Simple cases

No image for NaN

Case 24

48-year-old truck driver was evaluated for persistent rosacea. At the end of the consultation, the patient asked about a rash in his groin.


Diabetes mellitus may predispose to cutaneous infection. Always search for potential causes.

Yes, especially in summer when I spend all day driving. I have a special seat cover but it doesn't help much.

Sweating is another possible predisposing factor for all groin rashes.

A long time—they come and go—this time at least a month.

The clinical course often gives clues to the etiology.


Previous therapy can alter the clinical picture. In this area, irritant or allergic contact dermatitis is a possibility.

Around 90 to 95 kilograms.

Always look for possible causes. Obesity is another predisposing factor.

I smoke a pipe once in a while?

Not a helpful question? Why did you ask this?

Choose the right efflorescences:

The lesion is flat and probably best described as an erythema.

The skin is not thinned or depressed.

You can see something, even if it is subtle.

No scales are seen.

Choose the right diagnosis:

No history of diaper use.

Erythrasma is caused by Corynebacteria minutissimum. The lesions show coral red fluorescence when examined with a Wood light.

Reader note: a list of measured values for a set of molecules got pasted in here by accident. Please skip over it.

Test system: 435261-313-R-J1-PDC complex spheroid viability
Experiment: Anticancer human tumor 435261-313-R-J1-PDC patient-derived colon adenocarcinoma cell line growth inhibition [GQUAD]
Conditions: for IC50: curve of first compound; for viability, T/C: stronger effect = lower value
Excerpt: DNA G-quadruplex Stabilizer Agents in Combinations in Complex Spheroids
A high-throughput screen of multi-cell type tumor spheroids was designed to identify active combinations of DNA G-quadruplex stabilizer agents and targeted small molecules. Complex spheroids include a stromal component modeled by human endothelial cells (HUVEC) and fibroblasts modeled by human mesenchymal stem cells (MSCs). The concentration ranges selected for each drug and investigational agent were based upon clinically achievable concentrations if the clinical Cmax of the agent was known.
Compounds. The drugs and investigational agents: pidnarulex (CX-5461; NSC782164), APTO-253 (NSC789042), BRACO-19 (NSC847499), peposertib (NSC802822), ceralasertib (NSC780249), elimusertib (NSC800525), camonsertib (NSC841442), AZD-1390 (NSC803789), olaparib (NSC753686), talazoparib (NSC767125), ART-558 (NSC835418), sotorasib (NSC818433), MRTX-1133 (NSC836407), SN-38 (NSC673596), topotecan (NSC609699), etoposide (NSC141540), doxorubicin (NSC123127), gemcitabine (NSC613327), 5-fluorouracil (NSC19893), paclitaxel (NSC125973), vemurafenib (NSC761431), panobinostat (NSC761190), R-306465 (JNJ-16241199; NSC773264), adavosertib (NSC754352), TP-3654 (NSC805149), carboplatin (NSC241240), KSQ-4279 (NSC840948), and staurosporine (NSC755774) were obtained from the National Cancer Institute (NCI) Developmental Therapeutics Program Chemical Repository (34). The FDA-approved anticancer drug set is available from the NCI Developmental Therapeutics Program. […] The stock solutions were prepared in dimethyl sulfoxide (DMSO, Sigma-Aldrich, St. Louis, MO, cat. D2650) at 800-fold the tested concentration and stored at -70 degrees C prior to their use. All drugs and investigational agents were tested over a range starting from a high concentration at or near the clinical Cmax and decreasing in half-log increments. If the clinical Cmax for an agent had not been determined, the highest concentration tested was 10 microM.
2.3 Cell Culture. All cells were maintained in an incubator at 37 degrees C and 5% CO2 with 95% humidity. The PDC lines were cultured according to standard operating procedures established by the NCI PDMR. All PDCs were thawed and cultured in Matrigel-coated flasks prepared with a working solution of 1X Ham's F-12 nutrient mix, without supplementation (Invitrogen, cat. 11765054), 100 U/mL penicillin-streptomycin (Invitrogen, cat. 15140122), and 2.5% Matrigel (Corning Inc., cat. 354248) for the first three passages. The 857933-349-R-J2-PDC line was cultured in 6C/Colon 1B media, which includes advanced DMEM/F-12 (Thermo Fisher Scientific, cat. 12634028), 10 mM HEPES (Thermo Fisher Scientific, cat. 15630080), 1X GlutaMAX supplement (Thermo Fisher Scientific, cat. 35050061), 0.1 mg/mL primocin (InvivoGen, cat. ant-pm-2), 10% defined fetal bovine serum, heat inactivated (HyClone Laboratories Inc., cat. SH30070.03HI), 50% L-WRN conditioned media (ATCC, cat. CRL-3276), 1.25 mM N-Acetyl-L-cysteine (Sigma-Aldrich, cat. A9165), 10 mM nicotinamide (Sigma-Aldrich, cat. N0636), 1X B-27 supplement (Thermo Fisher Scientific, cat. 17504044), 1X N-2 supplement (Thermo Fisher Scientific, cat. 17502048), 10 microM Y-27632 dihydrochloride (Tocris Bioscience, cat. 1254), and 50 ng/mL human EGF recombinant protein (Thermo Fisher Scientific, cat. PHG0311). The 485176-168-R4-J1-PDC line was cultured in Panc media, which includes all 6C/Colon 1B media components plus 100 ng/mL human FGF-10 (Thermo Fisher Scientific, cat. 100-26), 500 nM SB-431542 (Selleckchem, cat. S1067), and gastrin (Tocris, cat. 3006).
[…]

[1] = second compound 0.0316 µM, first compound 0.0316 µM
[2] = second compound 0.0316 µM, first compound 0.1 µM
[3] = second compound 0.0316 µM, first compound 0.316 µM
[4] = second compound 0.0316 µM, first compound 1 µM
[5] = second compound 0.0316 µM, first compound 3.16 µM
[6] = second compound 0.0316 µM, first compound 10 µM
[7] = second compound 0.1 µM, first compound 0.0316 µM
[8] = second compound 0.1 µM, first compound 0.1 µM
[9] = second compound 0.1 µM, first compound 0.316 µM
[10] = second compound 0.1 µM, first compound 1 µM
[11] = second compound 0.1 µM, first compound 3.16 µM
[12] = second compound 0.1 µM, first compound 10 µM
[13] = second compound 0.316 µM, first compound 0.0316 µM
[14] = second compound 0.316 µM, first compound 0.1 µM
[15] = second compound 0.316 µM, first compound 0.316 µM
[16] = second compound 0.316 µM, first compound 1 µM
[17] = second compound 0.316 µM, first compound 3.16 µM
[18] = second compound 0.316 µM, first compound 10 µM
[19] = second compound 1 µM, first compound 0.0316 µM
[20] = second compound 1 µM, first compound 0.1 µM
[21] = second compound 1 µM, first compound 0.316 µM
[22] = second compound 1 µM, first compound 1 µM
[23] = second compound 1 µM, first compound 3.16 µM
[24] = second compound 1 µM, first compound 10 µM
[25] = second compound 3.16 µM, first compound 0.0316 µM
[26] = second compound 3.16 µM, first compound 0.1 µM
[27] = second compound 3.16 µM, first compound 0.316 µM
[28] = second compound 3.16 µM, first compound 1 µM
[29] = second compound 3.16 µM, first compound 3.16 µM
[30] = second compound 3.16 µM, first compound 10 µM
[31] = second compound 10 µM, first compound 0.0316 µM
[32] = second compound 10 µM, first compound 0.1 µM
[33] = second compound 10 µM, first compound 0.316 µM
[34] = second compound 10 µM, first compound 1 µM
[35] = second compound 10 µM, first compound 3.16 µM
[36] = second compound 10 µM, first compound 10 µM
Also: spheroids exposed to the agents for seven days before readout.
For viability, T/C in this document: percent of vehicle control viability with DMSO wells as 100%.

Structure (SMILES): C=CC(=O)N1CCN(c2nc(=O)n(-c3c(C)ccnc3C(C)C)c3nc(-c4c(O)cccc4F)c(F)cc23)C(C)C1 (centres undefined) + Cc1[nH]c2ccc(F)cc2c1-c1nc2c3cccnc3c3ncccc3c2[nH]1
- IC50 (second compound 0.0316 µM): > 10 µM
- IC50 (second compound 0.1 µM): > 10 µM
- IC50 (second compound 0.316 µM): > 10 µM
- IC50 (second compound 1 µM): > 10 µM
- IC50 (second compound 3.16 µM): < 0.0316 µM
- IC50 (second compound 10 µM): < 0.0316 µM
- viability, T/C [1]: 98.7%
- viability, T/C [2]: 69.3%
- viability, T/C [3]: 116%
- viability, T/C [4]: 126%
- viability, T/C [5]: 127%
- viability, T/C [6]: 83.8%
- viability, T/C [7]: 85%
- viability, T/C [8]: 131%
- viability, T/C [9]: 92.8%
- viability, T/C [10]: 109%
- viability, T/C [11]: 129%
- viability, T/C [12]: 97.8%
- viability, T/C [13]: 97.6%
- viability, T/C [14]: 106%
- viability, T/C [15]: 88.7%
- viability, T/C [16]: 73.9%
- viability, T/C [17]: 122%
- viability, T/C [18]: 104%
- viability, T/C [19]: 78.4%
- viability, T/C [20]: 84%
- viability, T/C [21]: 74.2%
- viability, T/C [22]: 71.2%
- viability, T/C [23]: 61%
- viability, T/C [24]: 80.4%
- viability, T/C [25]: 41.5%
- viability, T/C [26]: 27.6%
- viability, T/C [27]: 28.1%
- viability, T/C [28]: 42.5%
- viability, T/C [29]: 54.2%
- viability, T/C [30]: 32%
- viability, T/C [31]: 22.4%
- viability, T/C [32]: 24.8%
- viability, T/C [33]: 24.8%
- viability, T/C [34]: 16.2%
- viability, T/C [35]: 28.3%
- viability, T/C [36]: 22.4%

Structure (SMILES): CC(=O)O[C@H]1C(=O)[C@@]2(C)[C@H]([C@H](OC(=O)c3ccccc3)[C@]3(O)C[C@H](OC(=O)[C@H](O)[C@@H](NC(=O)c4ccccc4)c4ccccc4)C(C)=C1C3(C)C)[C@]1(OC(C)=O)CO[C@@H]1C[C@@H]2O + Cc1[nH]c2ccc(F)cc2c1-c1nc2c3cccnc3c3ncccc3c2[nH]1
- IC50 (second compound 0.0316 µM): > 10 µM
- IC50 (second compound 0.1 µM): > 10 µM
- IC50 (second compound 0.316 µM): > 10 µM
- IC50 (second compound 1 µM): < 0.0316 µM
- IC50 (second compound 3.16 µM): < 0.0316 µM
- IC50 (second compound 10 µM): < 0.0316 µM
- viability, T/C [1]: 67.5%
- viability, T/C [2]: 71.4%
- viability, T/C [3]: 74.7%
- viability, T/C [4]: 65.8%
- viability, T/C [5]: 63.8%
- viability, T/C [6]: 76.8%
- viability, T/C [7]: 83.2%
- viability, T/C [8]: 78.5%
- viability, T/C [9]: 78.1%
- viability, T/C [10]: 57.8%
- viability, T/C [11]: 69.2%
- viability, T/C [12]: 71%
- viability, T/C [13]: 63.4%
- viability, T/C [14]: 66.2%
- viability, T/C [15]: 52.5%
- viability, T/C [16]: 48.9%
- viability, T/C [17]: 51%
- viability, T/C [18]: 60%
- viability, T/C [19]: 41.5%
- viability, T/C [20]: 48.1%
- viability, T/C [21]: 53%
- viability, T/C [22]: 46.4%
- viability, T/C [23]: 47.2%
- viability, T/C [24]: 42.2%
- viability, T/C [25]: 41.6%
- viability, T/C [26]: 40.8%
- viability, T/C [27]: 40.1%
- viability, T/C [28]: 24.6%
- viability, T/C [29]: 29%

Tinea inguinalis without scale is unlikely, unless it had been treated.

Contact dermatitis should have vesicles, papules, or later scale and lichenification. Dermatitis is usually not so well circumscribed.

While the location is perfect, hidradenitis suppurativa consists of boils or abscesses.

Choose the right therapy(ies):

Low-dose systemic erythromycin is a suitable treatment. Recurrences are common.

The easiest and cheapest way to treat. The imidazoles, although developed as antifungals, also effectively treat erythrasma.

Corticosteroids are not indicated for bacterial infections. In addition, high potency corticosteroids should never be used in the groin.

Designed for psoriasis and far too irritating for the groin.

Mark article as unread
Article has been read
Mark article as read